Restaurant Reviews Scoring Explained
It’s a well-known fact that most top restaurants have a well-priced lunch menu. Some are more cynical than others in what you are being offered for the price, but some give you a really good deal with the opportunity to experience the chef’s skills albeit on a reduced portion size, but for lunch that’s not a bad thing either.
We make no apologies for being unashamedly elitist. We have no time for the half-baked, the corner cutters, the rip-off merchants. We’re too old to drink bad wine – and there’s plenty of that about. We also have no truck with fashion and paying over the odds to be seen at a restaurant frequented by film stars, yuppies and (heaven forbid) international footballers (unless they are French, of course). This is simply not what we are looking for.
In most high-class establishments, the food is too cheap and the wines are too expensive. A lot of work goes in to preparing first class food, from the time taken selecting ingredients, to the time taken in preparing, cooking, serving; and if you compared the hourly cost of labour per dish, it comes nowhere near to what you are paying to have your car serviced. And most of the time, wine service is just pulling a cork. (Well, not quite!)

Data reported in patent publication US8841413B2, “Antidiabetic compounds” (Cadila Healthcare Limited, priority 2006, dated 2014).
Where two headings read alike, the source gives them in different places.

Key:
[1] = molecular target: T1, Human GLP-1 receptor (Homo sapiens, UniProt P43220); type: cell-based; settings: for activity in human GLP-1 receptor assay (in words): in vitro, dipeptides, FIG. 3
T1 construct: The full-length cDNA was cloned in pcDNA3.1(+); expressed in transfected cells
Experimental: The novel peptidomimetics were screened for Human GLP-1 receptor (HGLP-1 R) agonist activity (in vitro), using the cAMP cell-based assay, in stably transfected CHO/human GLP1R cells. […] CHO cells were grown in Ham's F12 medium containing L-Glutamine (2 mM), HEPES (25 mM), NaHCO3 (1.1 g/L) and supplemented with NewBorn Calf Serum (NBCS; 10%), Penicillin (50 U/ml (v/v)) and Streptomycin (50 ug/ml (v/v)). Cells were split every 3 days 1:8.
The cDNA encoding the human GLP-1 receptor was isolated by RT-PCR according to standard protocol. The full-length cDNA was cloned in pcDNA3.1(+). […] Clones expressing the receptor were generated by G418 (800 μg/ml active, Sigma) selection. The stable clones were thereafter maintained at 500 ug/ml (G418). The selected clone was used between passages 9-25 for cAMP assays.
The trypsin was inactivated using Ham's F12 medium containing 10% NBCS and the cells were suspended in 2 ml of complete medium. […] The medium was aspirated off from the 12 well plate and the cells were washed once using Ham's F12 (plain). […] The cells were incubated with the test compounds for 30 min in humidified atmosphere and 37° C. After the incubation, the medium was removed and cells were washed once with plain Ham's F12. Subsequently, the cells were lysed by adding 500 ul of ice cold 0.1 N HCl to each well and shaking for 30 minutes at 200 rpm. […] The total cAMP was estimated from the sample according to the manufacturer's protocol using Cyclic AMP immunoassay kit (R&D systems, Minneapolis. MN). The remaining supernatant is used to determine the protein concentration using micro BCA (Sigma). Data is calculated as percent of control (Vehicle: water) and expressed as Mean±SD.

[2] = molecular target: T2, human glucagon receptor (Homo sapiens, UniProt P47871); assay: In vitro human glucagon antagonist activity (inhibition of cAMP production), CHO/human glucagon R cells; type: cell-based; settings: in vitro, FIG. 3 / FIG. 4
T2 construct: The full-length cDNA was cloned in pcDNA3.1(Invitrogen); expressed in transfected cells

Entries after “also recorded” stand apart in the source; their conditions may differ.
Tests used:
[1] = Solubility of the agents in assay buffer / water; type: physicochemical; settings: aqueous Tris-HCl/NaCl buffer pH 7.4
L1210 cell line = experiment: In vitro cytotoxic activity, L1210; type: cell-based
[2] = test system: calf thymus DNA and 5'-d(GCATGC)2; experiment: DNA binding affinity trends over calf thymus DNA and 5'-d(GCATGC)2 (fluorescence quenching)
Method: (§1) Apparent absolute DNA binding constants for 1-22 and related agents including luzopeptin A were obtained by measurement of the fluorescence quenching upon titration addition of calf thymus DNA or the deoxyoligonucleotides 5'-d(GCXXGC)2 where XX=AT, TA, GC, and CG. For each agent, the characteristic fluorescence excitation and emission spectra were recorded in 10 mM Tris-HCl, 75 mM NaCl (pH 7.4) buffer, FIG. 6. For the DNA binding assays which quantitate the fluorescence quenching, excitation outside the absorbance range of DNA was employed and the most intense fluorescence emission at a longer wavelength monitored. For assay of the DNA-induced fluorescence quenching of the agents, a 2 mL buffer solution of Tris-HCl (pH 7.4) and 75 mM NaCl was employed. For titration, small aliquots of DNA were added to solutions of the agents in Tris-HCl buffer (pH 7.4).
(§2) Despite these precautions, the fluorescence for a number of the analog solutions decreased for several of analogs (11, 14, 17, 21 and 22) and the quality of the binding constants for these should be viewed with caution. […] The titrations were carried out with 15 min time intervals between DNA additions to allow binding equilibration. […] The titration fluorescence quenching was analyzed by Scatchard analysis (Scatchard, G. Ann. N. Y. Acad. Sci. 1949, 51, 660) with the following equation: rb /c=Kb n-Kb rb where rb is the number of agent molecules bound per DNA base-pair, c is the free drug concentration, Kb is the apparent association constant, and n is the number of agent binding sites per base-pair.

We will continue to mark down establishments, where the wine prices are outrageous, but we will bear in mind the cost of producing first class cuisine. What we are really looking for is a memorable experience.
Our maximum scores for restaurants, which total 100, are…
Wine list… 20
Value for money… 15
Any establishment scoring less than 60 will not be rated.
60-69 is worth a try if you are in the area.
70-79 is worth seeking out.
80-89 is worth going a long way for.
90-100 is worth a special pilgrimage.